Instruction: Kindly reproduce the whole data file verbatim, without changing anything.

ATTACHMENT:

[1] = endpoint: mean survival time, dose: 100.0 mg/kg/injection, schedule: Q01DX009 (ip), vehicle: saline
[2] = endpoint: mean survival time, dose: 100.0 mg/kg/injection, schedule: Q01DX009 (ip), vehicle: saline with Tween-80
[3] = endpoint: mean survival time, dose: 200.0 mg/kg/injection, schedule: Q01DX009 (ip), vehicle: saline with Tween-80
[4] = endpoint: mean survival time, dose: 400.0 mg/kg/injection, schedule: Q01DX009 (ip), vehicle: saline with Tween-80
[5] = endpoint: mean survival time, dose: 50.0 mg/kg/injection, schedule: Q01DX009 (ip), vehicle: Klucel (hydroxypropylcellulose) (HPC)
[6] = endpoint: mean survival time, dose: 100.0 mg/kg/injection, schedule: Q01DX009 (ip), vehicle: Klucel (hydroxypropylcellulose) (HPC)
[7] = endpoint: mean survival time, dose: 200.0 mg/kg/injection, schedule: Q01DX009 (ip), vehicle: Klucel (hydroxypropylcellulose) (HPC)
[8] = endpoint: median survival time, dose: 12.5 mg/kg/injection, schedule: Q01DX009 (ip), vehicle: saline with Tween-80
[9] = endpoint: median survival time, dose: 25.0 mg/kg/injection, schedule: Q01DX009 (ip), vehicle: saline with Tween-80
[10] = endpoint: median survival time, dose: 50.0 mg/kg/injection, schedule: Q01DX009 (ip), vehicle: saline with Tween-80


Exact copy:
[1] = endpoint: mean survival time, dose: 100.0 mg/kg/injection, schedule: Q01DX009 (ip), vehicle: saline
[2] = endpoint: mean survival time, dose: 100.0 mg/kg/injection, schedule: Q01DX009 (ip), vehicle: saline with Tween-80
[3] = endpoint: mean survival time, dose: 200.0 mg/kg/injection, schedule: Q01DX009 (ip), vehicle: saline with Tween-80
[4] = endpoint: mean survival time, dose: 400.0 mg/kg/injection, schedule: Q01DX009 (ip), vehicle: saline with Tween-80
[5] = endpoint: mean survival time, dose: 50.0 mg/kg/injection, schedule: Q01DX009 (ip), vehicle: Klucel (hydroxypropylcellulose) (HPC)
[6] = endpoint: mean survival time, dose: 100.0 mg/kg/injection, schedule: Q01DX009 (ip), vehicle: Klucel (hydroxypropylcellulose) (HPC)
[7] = endpoint: mean survival time, dose: 200.0 mg/kg/injection, schedule: Q01DX009 (ip), vehicle: Klucel (hydroxypropylcellulose) (HPC)
[8] = endpoint: median survival time, dose: 12.5 mg/kg/injection, schedule: Q01DX009 (ip), vehicle: saline with Tween-80
[9] = endpoint: median survival time, dose: 25.0 mg/kg/injection, schedule: Q01DX009 (ip), vehicle: saline with Tween-80
[10] = endpoint: median survival time, dose: 50.0 mg/kg/injection, schedule: Q01DX009 (ip), vehicle: saline with Tween-80